The pathology of the foreign body reaction against biomaterials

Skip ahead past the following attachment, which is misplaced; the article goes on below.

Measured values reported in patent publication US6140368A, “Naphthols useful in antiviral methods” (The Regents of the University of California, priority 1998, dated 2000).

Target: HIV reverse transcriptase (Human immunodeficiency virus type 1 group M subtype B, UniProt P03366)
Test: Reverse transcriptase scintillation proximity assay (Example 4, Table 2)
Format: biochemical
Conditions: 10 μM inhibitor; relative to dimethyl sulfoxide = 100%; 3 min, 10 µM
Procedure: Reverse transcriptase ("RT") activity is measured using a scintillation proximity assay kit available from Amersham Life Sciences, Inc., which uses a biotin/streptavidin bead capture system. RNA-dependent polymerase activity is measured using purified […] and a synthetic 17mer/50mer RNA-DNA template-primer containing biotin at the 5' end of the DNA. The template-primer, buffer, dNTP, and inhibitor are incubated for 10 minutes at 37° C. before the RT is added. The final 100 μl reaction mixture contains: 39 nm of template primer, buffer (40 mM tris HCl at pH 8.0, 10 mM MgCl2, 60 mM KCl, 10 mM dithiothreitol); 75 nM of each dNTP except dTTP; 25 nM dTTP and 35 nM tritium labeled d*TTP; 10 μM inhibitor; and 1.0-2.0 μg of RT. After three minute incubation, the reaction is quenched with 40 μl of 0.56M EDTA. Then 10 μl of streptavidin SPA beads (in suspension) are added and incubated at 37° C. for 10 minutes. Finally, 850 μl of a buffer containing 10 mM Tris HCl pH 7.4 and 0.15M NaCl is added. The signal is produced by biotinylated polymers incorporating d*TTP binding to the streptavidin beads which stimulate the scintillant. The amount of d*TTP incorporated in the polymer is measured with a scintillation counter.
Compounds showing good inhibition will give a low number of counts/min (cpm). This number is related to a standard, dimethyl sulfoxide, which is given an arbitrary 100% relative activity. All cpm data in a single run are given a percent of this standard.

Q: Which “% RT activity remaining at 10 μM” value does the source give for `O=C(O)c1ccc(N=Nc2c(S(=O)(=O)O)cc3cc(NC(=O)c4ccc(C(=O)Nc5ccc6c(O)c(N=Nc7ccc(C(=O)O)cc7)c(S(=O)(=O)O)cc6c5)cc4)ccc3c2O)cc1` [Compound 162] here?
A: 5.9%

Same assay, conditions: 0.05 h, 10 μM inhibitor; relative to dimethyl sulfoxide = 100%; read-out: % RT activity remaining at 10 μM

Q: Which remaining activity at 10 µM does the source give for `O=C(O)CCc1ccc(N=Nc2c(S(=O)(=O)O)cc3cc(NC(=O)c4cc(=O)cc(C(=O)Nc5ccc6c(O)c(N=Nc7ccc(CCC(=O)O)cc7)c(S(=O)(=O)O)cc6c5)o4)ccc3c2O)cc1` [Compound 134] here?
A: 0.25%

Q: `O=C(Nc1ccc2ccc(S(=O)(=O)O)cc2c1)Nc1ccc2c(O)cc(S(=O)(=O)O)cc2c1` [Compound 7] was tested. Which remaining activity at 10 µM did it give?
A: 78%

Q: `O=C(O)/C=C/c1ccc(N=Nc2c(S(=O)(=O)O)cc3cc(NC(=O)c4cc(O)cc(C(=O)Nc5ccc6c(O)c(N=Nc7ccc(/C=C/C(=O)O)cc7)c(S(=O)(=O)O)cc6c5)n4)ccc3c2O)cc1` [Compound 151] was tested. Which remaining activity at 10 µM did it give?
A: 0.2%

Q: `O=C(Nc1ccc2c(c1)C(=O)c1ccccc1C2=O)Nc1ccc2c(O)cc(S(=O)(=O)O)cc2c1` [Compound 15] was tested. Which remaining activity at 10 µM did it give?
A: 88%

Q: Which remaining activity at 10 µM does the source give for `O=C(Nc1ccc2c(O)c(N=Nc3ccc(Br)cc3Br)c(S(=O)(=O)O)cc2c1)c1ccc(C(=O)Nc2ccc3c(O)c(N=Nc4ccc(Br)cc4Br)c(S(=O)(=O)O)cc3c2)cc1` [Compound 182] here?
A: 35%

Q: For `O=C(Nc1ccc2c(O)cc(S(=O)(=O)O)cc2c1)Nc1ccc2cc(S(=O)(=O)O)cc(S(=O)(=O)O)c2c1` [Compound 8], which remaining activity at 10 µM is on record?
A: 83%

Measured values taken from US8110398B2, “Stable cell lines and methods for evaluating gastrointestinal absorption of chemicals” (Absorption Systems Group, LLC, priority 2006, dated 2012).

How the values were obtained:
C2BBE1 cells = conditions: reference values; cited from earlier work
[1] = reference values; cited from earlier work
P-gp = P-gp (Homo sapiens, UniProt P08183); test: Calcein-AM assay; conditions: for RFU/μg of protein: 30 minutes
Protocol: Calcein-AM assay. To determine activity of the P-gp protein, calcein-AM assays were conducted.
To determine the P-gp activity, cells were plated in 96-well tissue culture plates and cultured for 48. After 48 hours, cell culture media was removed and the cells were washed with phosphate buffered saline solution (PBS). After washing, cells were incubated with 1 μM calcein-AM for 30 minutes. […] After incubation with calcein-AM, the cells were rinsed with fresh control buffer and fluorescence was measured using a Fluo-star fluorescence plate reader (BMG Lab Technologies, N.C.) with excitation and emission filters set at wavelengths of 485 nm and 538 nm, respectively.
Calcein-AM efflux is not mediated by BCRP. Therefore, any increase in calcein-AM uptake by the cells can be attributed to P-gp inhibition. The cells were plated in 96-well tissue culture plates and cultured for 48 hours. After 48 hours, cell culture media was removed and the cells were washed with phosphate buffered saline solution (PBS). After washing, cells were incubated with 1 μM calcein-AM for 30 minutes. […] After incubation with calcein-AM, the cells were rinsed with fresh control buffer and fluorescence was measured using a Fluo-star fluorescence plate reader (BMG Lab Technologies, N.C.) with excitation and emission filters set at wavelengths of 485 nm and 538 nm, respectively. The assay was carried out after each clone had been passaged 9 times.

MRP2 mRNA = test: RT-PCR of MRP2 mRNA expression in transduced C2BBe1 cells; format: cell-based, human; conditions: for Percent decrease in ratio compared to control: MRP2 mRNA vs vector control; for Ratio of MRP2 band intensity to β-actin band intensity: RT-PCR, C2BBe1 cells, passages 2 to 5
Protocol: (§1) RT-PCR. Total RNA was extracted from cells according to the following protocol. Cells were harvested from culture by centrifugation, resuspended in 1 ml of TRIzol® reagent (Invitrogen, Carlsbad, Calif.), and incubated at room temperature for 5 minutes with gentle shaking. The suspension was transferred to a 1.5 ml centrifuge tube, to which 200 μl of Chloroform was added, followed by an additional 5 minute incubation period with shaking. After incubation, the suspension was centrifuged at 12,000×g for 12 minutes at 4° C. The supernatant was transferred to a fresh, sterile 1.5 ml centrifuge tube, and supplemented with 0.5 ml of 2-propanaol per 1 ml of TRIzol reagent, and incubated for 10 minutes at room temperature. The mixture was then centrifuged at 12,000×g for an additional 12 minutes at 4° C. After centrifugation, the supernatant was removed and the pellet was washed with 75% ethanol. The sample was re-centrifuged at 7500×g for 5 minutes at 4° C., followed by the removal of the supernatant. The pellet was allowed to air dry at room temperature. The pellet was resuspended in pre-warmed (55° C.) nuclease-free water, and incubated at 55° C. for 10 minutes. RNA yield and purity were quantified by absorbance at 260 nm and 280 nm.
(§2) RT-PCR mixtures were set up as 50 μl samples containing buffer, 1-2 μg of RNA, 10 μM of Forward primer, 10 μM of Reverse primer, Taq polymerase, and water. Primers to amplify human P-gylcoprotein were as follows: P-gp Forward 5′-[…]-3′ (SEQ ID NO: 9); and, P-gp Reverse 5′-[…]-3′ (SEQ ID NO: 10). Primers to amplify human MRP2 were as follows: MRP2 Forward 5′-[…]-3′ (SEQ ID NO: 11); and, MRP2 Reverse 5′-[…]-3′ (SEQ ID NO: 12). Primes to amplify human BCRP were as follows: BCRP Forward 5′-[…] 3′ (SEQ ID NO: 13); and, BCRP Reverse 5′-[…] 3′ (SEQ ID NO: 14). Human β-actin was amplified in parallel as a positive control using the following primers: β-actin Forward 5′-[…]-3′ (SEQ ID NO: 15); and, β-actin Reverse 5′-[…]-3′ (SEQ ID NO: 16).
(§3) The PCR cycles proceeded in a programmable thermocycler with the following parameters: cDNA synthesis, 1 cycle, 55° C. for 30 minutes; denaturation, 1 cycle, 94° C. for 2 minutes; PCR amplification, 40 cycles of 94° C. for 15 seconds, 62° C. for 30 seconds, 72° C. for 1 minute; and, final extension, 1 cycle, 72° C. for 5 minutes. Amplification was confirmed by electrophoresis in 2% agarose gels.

The healing process after implantation of biomaterials involves the interaction of many contributing factors. Besides their in vivo functionality, biomaterials also require characteristics that allow their integration into the designated tissue without eliciting an overshooting foreign body reaction (FBR). The targeted design of biomaterials with these features, thus, needs understanding of the molecular mechanisms of the FBR. Much effort has been put into research on the interaction of engineered materials and the host tissue. This elucidated many aspects of the five FBR phases, that is protein adsorption, acute inflammation, chronic inflammation, foreign body giant cell formation, and fibrous capsule formation. However, in practice, it is still difficult to predict the response against a newly designed biomaterial purely based on the knowledge of its physical–chemical surface features. This insufficient knowledge leads to a high number of factors potentially influencing the FBR, which have to be analyzed in complex animal experiments including appropriate data-based sample sizes. This review is focused on the current knowledge on the general mechanisms of the FBR against biomaterials and the influence of biomaterial surface topography and chemical and physical features on the quality and quantity of the reaction.
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